I’m going to go ahead and claim that one of the biggest oversights in modern tech is darkness — blissful, easy-on-the-eyes darkness.
Indeed, developers of operating systems, apps, and websites have seemingly ignored the possibility that regular people might be using their products in a dark setting, and that the bright white theme in a dark setting is actually horribly uncomfortable, whether a user realizes it or not.
Some have recently acknowledged that dark versions of their otherwise-bright-white products are actually preferable. Apple gave an overarching dark mode to its macOS Mojave operating system. Microsoft has implemented a similar dark mode of sorts for Windows 10, but it’s nowhere near as comprehensive as macOS. And certain app and web developers — most notably YouTube and Reddit — have also given users the option to go dark.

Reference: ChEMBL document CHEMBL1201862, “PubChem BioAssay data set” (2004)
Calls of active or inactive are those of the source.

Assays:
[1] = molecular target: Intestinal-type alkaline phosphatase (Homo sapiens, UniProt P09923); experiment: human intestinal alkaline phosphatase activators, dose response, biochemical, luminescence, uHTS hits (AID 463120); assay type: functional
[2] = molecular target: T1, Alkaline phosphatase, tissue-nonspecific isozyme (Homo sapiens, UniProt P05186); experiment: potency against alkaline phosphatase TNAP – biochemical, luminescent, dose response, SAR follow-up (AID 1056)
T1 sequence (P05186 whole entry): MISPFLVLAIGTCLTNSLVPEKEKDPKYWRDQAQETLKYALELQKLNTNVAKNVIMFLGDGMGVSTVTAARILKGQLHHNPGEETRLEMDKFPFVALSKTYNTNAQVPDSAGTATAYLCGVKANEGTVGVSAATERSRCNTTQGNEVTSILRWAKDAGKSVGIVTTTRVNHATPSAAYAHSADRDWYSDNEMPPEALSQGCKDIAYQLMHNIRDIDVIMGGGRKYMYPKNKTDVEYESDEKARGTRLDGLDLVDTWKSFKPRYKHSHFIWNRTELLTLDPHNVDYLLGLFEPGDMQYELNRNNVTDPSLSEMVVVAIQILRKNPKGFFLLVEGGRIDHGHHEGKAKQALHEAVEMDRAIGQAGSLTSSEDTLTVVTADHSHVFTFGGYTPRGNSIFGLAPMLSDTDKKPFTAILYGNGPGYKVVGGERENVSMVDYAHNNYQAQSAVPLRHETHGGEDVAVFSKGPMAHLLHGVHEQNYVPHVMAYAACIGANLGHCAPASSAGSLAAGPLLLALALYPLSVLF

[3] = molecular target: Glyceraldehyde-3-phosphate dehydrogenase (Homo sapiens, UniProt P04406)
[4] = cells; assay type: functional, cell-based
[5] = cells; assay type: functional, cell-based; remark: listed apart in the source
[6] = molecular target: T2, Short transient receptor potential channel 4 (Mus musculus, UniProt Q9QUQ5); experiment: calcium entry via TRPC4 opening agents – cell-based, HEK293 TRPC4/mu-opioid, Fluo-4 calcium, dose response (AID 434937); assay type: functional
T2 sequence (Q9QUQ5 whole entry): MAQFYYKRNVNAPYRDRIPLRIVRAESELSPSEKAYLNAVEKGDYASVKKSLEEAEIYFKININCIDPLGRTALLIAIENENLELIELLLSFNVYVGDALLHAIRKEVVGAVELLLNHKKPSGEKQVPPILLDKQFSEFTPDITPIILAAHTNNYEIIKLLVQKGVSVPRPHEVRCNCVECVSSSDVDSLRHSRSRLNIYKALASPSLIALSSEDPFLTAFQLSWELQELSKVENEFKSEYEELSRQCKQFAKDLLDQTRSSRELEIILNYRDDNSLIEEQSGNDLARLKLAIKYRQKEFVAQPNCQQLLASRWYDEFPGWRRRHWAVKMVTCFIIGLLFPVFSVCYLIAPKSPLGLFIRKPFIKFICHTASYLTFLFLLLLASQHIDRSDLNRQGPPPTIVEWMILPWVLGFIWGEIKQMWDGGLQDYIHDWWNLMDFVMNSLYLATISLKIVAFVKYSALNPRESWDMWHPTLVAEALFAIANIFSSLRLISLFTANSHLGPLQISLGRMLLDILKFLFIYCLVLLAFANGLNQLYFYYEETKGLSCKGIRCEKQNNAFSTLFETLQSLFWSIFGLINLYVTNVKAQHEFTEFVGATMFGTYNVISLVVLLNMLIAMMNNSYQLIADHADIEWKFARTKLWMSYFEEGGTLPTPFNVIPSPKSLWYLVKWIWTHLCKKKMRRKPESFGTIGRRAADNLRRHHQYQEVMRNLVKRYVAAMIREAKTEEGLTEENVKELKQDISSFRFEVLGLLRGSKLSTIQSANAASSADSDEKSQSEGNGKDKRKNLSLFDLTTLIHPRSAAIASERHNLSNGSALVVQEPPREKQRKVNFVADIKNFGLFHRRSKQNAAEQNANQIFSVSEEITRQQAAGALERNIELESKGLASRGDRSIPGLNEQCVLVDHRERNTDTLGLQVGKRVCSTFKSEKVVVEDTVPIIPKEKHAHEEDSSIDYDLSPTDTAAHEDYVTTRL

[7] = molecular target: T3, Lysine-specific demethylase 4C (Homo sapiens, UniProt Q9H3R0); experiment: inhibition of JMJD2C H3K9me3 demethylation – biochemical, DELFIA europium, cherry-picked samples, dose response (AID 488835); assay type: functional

You can also get dark mode themes for web browsers, but they only make the navigation and tabs bar dark, not the websites themselves, which defeats the point when bright white is the default color theme for most websites.
The last remaining frontier for dark mode is now websites, and I’ve been using a handy web browser extension to exist at the bleeding edge of this frontier.
Check out the Dark Reader web browser extension that works for Google Chrome, Safari, and Firefox: